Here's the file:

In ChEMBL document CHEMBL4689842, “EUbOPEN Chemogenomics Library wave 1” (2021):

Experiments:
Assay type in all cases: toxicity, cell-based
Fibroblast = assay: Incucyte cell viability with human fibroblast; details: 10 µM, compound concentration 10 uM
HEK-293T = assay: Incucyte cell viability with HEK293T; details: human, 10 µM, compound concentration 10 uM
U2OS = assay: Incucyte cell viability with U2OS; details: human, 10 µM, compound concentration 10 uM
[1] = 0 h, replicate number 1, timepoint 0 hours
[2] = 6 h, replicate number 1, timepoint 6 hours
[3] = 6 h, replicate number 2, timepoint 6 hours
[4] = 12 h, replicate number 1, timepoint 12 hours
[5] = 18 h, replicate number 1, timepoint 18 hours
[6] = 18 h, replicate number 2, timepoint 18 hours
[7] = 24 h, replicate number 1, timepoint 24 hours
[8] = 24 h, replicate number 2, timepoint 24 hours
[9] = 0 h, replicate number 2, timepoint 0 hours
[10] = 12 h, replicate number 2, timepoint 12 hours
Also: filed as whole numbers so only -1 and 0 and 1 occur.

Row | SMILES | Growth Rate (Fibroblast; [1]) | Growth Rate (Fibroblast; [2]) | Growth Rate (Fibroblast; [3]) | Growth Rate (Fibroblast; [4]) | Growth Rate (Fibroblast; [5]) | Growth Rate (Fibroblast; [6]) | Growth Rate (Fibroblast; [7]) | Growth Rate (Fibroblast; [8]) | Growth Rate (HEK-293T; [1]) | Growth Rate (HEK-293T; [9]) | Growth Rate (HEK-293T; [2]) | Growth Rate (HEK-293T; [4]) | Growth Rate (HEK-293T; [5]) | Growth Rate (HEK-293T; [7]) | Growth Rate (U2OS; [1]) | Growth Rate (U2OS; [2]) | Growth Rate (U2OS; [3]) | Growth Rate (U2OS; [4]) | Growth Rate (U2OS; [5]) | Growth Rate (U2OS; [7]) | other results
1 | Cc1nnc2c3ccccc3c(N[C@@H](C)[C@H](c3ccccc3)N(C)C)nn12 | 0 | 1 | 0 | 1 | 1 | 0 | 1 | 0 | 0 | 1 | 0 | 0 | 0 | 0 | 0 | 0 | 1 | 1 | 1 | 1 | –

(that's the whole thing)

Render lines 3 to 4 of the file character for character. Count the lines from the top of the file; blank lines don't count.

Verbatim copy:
Assay type in all cases: toxicity, cell-based
Fibroblast = assay: Incucyte cell viability with human fibroblast; details: 10 µM, compound concentration 10 uM